The mere arrival of the Presidential Council sparked fierce fighting between various militia groups that support it, and those that support the Tripoli-based General National Congress (GNC), which still intermittently occur. On April 5, dissident members of the GNC unilaterally announced the body’s dissolution and reformation as the State Council, its designated role under the LPA. However, on April 6, the GNC announced that these members do not represent the GNC, which is still functioning and opposes the GNA. So while the GNA’s political power and support have undoubtedly grown in recent weeks, it is still a far cry from having substantial control over anything. It is still politically challenged in its own intended capital city by a rival government that is at least partially active, and which enjoys the armed support of some of the militias in and around Tripoli.

Furthermore, for months now, the Tobruk/Bayda-based House of Representatives (HoR), the GNA’s designated legislative body, has been unable (or unwilling) to hold a voting session to authorize the body, as the LPA requires through numerous constantly renewed “deadlines,” most recently on April 18. In fact, the HoR failed to approve the LPA to begin with, which prompted the Presidential Council, growing impatient with the HoR’s lack of resolve, to start implementing it unilaterally. This further exacerbated the objection of some of the HoR’s opposition to the GNA, which sees the Presidential Council as marginalizing and circumventing its own legislative body.

But more importantly, this form of “passive objection” also allowed the HoR to postpone the implementation of the GNA without publicly rejecting it outright. This way HoR members that object to the GNA, seeing it as a challenge to their own aspirations of sovereignty, block its formation without attracting the negative international attention and potential ramifications that will accompany an official vote against what the UN, at least, considers a unity government. This creates a recurring cycle in which the Presidential Council continues constructing the GNA without ratification, as they are operating on borrowed time—but by doing so also discredit its own domestic status, by sanctioning political opposition from the HoR, which has time working in its favor.

To make matters worse, Gen. Khalifa Hifter, the commander of the Libyan National Army (LNA), one of several armed factions in the country, announced on several occasions that he will not support the GNA until it is ratified by the HoR. While Hifter is a very controversial figure among Libyans, he still rallies support from more armed groups compared to anyone else in the country, not only via his role but also through personal loyalties, making him a key element for any future political progression. Hifter is unlikely to forfeit his public role, and will therefore expect to maintain his primacy as a military commander even under the GNA, either by commanding a future Libyan Army, or by being appointed the defense minister.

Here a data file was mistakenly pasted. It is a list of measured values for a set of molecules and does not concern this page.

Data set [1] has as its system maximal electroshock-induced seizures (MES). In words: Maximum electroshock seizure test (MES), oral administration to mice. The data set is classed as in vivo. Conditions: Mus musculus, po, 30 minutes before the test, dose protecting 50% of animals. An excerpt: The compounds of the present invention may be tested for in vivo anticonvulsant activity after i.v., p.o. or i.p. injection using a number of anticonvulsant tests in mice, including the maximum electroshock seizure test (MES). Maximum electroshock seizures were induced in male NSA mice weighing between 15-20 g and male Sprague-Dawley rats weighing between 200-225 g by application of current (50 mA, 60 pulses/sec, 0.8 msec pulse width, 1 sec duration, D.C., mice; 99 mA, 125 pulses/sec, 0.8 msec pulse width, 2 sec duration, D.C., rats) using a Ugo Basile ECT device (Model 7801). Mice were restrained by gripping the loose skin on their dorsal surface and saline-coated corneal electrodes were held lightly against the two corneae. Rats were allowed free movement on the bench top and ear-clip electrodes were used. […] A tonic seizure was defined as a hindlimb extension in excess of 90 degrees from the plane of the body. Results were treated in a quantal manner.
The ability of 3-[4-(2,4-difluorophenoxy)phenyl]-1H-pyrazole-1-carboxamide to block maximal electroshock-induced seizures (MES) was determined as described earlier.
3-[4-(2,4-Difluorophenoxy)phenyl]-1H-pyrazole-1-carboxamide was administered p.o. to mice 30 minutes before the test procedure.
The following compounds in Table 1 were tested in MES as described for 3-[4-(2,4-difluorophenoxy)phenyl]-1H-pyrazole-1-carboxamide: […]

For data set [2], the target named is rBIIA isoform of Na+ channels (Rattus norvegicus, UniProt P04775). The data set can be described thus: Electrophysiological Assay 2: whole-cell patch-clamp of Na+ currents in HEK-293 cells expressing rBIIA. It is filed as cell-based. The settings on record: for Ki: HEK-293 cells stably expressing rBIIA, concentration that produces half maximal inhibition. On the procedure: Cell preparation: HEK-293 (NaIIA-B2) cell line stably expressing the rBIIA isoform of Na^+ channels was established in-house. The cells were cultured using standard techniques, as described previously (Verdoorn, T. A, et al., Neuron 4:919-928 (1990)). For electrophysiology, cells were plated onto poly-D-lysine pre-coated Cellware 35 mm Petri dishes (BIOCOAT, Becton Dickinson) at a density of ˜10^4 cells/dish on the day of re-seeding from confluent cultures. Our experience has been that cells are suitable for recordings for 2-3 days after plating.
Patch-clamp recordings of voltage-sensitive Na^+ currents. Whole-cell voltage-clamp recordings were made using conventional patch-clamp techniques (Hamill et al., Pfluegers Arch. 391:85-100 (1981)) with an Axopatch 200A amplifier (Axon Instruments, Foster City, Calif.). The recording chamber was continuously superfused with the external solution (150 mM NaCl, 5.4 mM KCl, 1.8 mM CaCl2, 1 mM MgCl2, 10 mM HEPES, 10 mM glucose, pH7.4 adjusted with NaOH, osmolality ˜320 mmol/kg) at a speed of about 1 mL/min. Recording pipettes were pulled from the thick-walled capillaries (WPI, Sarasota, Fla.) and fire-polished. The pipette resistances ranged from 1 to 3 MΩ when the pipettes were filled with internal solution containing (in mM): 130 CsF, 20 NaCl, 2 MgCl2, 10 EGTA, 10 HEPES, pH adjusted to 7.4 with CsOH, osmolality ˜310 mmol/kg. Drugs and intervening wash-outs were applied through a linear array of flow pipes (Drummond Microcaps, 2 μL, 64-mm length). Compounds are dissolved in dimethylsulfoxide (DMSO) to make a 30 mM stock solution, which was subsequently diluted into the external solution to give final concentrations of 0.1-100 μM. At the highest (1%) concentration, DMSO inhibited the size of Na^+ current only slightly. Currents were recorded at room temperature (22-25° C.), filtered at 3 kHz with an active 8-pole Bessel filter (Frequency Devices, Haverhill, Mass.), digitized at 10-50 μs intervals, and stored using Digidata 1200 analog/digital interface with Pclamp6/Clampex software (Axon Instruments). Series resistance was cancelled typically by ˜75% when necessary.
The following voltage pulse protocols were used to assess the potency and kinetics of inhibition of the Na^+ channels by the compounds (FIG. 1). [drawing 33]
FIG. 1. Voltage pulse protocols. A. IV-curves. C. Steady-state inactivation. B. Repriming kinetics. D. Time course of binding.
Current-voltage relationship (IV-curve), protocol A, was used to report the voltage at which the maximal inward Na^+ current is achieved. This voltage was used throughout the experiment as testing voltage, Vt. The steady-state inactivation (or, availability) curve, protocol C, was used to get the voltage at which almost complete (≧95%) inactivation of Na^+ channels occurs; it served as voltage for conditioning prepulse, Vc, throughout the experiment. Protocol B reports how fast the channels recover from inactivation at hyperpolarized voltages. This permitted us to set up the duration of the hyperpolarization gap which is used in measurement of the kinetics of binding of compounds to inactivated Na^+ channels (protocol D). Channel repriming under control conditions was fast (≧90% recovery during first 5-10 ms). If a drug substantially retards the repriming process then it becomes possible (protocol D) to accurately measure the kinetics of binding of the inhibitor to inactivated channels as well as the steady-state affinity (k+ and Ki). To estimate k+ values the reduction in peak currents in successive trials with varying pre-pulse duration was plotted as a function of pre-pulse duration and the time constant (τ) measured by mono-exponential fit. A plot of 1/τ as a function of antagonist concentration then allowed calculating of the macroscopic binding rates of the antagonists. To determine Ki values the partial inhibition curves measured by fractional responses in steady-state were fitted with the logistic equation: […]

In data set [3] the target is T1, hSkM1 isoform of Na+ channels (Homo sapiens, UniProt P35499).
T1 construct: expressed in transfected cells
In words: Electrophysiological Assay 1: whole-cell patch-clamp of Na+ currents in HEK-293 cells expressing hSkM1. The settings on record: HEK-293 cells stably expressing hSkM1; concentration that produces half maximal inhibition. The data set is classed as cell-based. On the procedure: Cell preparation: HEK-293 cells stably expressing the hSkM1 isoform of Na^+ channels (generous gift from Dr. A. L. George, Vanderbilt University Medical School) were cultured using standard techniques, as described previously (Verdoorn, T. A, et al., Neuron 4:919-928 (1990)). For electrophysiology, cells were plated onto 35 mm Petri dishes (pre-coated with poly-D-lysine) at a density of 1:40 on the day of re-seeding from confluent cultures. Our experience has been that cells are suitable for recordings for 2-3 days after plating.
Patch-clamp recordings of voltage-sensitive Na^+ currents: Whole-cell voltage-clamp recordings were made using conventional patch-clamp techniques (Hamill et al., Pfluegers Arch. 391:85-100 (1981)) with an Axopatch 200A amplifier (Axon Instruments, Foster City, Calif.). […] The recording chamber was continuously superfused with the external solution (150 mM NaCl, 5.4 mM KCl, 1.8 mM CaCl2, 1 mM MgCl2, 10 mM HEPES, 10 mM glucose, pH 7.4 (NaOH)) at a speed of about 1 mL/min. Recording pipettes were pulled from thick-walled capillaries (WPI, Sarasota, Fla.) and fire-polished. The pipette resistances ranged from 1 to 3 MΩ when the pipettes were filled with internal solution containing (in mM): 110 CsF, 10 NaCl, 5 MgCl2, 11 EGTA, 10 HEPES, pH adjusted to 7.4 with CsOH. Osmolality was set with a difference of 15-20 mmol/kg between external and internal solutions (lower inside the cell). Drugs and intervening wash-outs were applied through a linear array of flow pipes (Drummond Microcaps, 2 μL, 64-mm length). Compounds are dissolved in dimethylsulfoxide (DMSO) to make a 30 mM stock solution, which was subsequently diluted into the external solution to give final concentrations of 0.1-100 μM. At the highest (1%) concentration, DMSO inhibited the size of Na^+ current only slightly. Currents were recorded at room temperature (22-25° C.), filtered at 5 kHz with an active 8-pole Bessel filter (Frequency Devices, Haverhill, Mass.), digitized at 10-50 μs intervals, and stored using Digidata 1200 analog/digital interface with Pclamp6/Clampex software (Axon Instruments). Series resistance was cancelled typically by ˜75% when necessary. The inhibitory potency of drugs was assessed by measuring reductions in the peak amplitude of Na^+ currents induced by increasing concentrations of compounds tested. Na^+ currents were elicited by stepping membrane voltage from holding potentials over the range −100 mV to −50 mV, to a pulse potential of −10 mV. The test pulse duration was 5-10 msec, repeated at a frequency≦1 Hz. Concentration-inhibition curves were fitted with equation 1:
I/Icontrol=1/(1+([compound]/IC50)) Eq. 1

However, he has not been offered either of these roles so far—precisely because of his divisiveness. So the intricate HoR-Hifter relationship, in which the former grants legitimacy to the latter in return for armed support for its interests, makes the two mutually dependent, contributing to the passive objection to the GNA. The major successes the LNA experienced in Benghazi over recent months, after more than a year of stalemate, as well as the expulsion of ISIS from the majority of Derna (at least partially attributed to the LNA) significantly boosted the prestige of the LNA and HoR, and therefore may build their desire to strive for political hegemony and continue procrastinating the GNA vote.

It is premature, to say the least, to hail newfound unity in Libya. While the GNA has gained significant traction, it still faces two major formal political obstacles: the need for the GNC to relinquish control in Tripoli, and the ratification of its status by the HoR. Even if it will be able to pass these political hurdles, it will still need to address numerous other obstacles on the ground; chief among these is bridging the wide array of conflicting ideologies and interests among the country’s various political and armed groups.

Therefore, the best possible outcome for Libya, and the one that seems least likely at the time of writing, will see a single domestically and internationally recognized government which struggles to exert its full control over a country in which various competing groups will still fight each other to maintain their interests. The worst, which currently appears the most likely, is the formation of yet another competing government that will only aggravate Libya’s chaos.

Article Link to the National Interest:

The Threat Of Foreign Terrorist Fighters And Turkey’s Efforts To Combat Them

Turkey’s borders with Syria and Iraq run some 800 km.

By Dean C. Alexander and Mehmet Nesip Ogun
The Jerusalem Post
May 4, 2016

In summer 2015, Turkish authorities captured Belgian Ibrahim El Bakraoui along the Turkish-Syrian border.

He was removed to the Netherlands after being suspected of intending to be a foreign terrorist fighter (FTF).

Bakraoui was one of the Islamic State-cell suicide bombers at the Brussels airport in March 2016. Bakraoui’s expulsion from Turkey rekindles the need to reexamine the FTF phenomenon and the roles that Turkey is undertaking to combat FTFs.